# $\mu \rightarrow \infty$ in magnetized cylinder

Please don't see this as a homework question, for I have already solved the problem and all I'm trying to do is understand the results and make a correct interpretation. In a cylinder made out of magnetic material without free currents, with magnetization $$\boldsymbol{M} = M_0 \frac{r}{a} \boldsymbol{u}_{\phi}$$ one can easily see that the bound currents are given by $$\boldsymbol{J}_b = \frac{2}{a} M_0 \boldsymbol{u}_z$$ inside the cylinder and $$\boldsymbol{k}_b = - M_0 \boldsymbol{u}_z$$ at $$r = a$$, being $$a$$ the radius of the cylinder. In this way, as $$\boldsymbol{\nabla} \times \boldsymbol{B} = \mu_0 \boldsymbol{J}_b,$$ we get that $$\boldsymbol{B} = \frac{\mu_0 r}{a} \boldsymbol{u}_{\phi} = \mu_0 \boldsymbol{M},$$ and vanishes out of the cylinder. This leaves us with $$\boldsymbol{H} = \vec{0}$$, am I right?

So, what happens with $$\mu$$? In order to get a non-trivial solution for $$\boldsymbol{B}$$ in $$\boldsymbol{B} = \mu_0 \left( \boldsymbol{H} + \boldsymbol{M} \right) = \mu \boldsymbol{H}$$ we get $$\mu \rightarrow \infty$$, right? What is this?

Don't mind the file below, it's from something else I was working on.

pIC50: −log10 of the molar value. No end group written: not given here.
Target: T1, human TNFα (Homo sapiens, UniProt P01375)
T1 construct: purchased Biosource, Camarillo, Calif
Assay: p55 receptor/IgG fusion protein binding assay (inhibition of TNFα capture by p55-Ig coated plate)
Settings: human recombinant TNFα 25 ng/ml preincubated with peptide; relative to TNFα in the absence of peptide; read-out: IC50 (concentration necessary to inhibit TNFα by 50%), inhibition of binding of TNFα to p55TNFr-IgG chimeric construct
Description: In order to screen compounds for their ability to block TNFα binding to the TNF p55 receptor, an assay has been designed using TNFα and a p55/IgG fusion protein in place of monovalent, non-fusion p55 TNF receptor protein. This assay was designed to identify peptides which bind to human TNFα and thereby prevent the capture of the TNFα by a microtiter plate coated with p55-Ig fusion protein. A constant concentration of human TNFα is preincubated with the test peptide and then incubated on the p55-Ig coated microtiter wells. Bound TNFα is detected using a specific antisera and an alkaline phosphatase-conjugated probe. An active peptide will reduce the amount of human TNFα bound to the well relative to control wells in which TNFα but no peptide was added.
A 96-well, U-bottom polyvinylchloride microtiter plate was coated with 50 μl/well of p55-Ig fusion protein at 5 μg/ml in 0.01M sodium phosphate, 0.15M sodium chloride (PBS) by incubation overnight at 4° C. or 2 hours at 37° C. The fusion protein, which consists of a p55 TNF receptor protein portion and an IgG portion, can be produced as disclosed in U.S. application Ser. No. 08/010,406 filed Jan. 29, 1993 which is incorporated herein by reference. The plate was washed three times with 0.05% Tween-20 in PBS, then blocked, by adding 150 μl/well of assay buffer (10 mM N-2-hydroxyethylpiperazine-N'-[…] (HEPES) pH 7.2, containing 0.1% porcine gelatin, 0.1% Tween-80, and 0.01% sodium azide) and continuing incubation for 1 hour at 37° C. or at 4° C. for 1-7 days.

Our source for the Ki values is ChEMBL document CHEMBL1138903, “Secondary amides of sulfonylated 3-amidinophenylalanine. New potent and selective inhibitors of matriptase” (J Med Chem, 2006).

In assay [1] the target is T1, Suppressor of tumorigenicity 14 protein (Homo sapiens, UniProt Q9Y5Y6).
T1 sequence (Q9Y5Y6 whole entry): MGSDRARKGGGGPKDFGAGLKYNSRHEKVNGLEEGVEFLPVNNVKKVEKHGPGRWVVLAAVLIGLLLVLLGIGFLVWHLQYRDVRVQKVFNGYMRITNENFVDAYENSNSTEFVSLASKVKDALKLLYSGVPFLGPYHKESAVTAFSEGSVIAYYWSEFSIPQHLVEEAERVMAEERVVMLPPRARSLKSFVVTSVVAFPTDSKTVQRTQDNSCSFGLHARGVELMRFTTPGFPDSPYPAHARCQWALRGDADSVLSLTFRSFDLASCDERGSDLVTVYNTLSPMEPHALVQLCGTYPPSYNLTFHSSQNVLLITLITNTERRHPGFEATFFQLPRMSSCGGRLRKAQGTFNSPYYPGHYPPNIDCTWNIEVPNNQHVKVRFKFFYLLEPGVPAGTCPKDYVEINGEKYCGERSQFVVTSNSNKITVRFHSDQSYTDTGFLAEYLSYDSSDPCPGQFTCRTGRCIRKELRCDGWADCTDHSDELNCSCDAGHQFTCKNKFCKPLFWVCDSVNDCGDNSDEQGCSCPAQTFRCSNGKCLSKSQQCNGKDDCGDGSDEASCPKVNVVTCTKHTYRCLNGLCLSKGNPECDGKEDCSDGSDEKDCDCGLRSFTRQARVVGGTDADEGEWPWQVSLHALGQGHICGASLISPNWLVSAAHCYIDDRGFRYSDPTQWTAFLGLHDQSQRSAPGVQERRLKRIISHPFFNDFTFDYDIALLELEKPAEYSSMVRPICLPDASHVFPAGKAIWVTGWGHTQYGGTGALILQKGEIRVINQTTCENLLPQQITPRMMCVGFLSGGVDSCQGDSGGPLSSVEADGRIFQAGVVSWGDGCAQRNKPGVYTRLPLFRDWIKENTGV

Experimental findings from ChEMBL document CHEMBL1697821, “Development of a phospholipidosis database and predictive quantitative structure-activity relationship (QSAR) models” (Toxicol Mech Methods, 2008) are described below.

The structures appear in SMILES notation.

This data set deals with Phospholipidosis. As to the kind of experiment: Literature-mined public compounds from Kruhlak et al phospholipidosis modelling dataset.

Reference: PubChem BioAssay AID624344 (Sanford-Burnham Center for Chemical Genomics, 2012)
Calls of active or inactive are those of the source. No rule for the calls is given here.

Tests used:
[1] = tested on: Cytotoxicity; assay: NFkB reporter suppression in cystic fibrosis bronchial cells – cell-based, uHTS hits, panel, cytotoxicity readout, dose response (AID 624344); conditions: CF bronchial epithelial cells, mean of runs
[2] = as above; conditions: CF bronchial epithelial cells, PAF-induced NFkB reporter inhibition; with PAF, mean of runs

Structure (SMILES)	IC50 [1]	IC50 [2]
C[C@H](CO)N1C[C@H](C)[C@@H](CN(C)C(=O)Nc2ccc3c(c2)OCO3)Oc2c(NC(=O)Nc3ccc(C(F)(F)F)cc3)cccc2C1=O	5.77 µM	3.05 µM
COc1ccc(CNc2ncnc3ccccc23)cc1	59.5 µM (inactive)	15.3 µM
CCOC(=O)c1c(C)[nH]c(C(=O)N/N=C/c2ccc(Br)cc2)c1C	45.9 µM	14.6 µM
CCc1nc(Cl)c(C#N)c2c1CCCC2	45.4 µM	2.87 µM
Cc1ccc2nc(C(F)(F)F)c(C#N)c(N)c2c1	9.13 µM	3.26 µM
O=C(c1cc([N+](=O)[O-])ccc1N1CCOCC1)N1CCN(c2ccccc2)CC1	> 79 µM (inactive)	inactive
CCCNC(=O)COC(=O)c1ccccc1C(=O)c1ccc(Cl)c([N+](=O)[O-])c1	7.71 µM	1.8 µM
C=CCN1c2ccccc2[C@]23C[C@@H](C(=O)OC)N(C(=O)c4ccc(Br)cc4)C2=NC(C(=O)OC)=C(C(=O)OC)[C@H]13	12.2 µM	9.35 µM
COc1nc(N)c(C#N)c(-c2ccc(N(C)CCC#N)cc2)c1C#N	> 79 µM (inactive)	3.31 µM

In order to get a non-trivial solution for B in $$\bf{B}=μ_0(\bf{H}+\bf{M})=μ\bf{H}$$ we get μ→∞, right?
This is not true in general. This is true when the magnetization is induced by an external field inside a material with a linear magnetic response (standard paramagnetism or diamagnetism). In this case you can indeed write $$\bf{M} = \chi \bf{H}$$ from which you get the relation you have mentioed: $$\bf{B} = \mu_0(\bf{H} + \bf{M} ) = \mu_0(1+\chi) \bf{H} = \mu \bf{H}.$$
In the exercise though you are in a different situation, where the magnetization inside the cylinder is not induced by an external field $$\bf{H}$$, so the relations $$\bf{M} = \chi \bf{H}$$ and $$\bf{B} = \mu \bf{H}$$ are no longer true. In other words the cylinder is ferromagnetic.